From the Daily News:
The $800 million plan for a complex of condos, shops and a YMCA set to be built atop a municipal parking lot got a thumbs up on April 5 from Community Board 7.
But area business owners aren't raising the white flag just yet in their fight against the controversial project.
"Every week goes by and I hear the developer talk about this great place, but they're killing us little by little," said Ikhwan Rim, a jewelry store owner and president of the Union St. Merchants Association. "I feel very hopeless because nobody is helping us."
Members of the merchants group have turned to Jim Gerson, chairman of the Flushing Business Improvement District. Gerson has hired the Parkside Group to lobby for area businesses.
"I thought that the merchants of Flushing should have a voice," said Gerson, who hired Parkside through his real estate company, Gerson Properties, rather than through the BID, which is prohibited from lobbying activities.
Rim said he and his fellow merchants are chipping in donations to Gerson. "We have a common goal," he said.
That goal includes securing funding for merchants during construction. The city Economic Development Corp. has allocated $2million for a business assistance program and City Councilman Peter Koo (R-Flushing) is ironing out its details.
From the Neighborhood Retail Alliance:
Our own take is that the Parksiders will sit this one out-and given their propinquity to the powers that be in Queens, this is probably a good thing. Taking on the battle against this over development-one that involves a breach of faith by the city and EDC over the original agreement with former council member (and now comptroller) John Liu-will involve bumping ugly with some powerful development proponents; and Parkside's skillful insider status would prove to be as much of a potential drawback as it would be an asset.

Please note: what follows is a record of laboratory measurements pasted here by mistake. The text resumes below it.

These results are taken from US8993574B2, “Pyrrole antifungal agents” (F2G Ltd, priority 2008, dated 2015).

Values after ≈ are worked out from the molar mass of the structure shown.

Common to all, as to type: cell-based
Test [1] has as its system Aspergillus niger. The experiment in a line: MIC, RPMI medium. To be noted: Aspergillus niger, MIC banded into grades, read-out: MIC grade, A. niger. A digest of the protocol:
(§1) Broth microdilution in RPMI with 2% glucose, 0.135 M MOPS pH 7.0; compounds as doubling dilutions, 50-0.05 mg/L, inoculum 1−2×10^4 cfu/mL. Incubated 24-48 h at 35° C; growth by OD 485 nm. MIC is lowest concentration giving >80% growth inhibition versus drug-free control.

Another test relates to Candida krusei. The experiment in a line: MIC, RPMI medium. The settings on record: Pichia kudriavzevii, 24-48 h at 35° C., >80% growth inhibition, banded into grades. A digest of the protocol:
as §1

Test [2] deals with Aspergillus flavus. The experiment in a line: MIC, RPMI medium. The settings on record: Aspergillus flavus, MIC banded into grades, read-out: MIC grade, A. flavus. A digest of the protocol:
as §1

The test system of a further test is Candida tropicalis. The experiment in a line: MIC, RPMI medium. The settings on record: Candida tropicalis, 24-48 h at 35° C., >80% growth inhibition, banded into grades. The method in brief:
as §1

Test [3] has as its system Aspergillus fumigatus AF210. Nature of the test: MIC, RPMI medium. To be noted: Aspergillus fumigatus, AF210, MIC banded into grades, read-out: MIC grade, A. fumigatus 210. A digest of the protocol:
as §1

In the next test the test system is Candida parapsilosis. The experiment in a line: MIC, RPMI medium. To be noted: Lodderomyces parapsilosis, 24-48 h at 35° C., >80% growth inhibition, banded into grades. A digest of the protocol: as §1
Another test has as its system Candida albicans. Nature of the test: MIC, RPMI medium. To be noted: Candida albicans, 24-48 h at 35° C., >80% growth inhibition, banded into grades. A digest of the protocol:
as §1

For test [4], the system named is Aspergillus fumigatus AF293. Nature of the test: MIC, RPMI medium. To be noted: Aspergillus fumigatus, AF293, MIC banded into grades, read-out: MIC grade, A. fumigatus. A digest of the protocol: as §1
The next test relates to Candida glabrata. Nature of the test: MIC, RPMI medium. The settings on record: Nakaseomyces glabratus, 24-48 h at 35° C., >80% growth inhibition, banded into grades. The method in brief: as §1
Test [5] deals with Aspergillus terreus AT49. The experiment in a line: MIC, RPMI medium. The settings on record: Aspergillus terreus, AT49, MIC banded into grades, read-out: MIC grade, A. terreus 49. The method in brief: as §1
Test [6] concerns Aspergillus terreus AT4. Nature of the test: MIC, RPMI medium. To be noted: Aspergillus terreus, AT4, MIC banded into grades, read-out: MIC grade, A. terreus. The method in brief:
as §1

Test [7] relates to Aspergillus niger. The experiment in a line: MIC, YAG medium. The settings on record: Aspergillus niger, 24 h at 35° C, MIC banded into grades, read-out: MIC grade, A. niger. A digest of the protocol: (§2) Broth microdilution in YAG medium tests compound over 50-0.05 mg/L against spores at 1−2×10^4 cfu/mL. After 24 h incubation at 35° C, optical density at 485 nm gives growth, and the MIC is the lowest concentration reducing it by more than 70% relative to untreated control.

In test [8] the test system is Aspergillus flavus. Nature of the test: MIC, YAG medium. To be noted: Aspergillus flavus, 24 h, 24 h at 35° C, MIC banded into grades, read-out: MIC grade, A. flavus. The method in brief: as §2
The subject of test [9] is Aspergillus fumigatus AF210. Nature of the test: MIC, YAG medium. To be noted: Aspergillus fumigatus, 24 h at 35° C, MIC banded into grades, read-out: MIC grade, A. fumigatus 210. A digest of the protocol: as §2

Gee, isn't this project being built on land that is currently publicly owned? And isn't the sale price below market rate-an indication of a level of public subsidy? Ipso facto, shouldn't the slated 250,000 sq. ft. of retail space be subject to the same living wage requirement that the folks up at the Kingsbridge Armory insisted on? Hmm.
In addition, the way in which this development is being structured, it could well prove to be a knife in the heart to the area's vibrant, but struggling, small businesses. Why? Because as planner Paul Graziano has pointed out, "The developer will introduce a ‘validation’ system – under which local businesses will likely be forced to pay for at least part of their patrons’ parking fees or lose business to other business areas."
And the parking provided-lower than the number agreed to by Liu-is inadequate for the amount of traffic that Flushing Commons will generate in the already gridlocked downtown. As Garaziano goes on to explain in his fact sheet on the project: "Loss of adequate, competitively-priced parking will very likely lead to serious job losses and small-business closings in Downtown Flushing.
• A ‘validation’ system will amount to a new tax imposed on small business in Flushing, as they will be compelled to subsidize customer/client parking to remain competitive.
• After the sale, as things stand now the developer will legally be entitled to deny parking to local businesses in favor of his own tenants, or charge non-tenants higher rates."
Well I don't know about Parkside, but today at 10:30am is the Borough Board meeting. Should be a fun time for all.